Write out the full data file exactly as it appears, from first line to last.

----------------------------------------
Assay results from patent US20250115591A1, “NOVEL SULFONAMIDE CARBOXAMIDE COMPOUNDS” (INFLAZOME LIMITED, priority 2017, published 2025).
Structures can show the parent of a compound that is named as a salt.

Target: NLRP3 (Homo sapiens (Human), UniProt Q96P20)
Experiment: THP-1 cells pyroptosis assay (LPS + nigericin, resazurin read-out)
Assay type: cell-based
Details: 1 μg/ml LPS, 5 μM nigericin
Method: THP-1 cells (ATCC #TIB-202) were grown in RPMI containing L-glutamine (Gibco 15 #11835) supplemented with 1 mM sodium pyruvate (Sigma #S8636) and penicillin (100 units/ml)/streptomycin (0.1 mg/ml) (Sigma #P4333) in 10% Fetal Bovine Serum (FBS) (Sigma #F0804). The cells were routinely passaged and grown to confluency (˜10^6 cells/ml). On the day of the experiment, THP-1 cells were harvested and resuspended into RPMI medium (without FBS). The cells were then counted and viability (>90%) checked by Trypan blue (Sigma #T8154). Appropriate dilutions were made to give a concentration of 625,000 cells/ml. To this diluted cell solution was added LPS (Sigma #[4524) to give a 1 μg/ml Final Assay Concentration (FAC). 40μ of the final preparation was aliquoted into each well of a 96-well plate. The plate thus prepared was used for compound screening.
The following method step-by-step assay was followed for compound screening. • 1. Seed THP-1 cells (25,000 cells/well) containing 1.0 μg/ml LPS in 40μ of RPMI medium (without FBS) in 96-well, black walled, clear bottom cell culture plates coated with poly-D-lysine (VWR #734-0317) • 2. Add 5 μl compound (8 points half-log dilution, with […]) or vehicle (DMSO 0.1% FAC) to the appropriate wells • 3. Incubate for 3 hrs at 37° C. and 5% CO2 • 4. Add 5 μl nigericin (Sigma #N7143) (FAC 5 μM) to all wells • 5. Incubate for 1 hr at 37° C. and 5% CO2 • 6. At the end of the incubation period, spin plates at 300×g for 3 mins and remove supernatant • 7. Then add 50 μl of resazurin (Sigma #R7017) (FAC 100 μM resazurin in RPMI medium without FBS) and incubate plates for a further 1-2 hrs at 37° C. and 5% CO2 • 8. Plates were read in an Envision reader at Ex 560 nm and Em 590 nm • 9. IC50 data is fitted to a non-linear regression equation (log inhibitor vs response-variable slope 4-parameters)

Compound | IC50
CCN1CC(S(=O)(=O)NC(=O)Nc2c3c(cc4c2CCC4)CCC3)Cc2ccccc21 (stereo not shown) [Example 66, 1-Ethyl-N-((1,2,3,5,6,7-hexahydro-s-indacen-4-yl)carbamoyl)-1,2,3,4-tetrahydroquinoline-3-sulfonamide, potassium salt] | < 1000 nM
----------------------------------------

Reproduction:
Assay results from patent US20250115591A1, “NOVEL SULFONAMIDE CARBOXAMIDE COMPOUNDS” (INFLAZOME LIMITED, priority 2017, published 2025).
Structures can show the parent of a compound that is named as a salt.

Target: NLRP3 (Homo sapiens (Human), UniProt Q96P20)
Experiment: THP-1 cells pyroptosis assay (LPS + nigericin, resazurin read-out)
Assay type: cell-based
Details: 1 μg/ml LPS, 5 μM nigericin
Method: THP-1 cells (ATCC #TIB-202) were grown in RPMI containing L-glutamine (Gibco 15 #11835) supplemented with 1 mM sodium pyruvate (Sigma #S8636) and penicillin (100 units/ml)/streptomycin (0.1 mg/ml) (Sigma #P4333) in 10% Fetal Bovine Serum (FBS) (Sigma #F0804). The cells were routinely passaged and grown to confluency (˜10^6 cells/ml). On the day of the experiment, THP-1 cells were harvested and resuspended into RPMI medium (without FBS). The cells were then counted and viability (>90%) checked by Trypan blue (Sigma #T8154). Appropriate dilutions were made to give a concentration of 625,000 cells/ml. To this diluted cell solution was added LPS (Sigma #[4524) to give a 1 μg/ml Final Assay Concentration (FAC). 40μ of the final preparation was aliquoted into each well of a 96-well plate. The plate thus prepared was used for compound screening.
The following method step-by-step assay was followed for compound screening. • 1. Seed THP-1 cells (25,000 cells/well) containing 1.0 μg/ml LPS in 40μ of RPMI medium (without FBS) in 96-well, black walled, clear bottom cell culture plates coated with poly-D-lysine (VWR #734-0317) • 2. Add 5 μl compound (8 points half-log dilution, with […]) or vehicle (DMSO 0.1% FAC) to the appropriate wells • 3. Incubate for 3 hrs at 37° C. and 5% CO2 • 4. Add 5 μl nigericin (Sigma #N7143) (FAC 5 μM) to all wells • 5. Incubate for 1 hr at 37° C. and 5% CO2 • 6. At the end of the incubation period, spin plates at 300×g for 3 mins and remove supernatant • 7. Then add 50 μl of resazurin (Sigma #R7017) (FAC 100 μM resazurin in RPMI medium without FBS) and incubate plates for a further 1-2 hrs at 37° C. and 5% CO2 • 8. Plates were read in an Envision reader at Ex 560 nm and Em 590 nm • 9. IC50 data is fitted to a non-linear regression equation (log inhibitor vs response-variable slope 4-parameters)

Compound | IC50
CCN1CC(S(=O)(=O)NC(=O)Nc2c3c(cc4c2CCC4)CCC3)Cc2ccccc21 (stereo not shown) [Example 66, 1-Ethyl-N-((1,2,3,5,6,7-hexahydro-s-indacen-4-yl)carbamoyl)-1,2,3,4-tetrahydroquinoline-3-sulfonamide, potassium salt] | < 1000 nM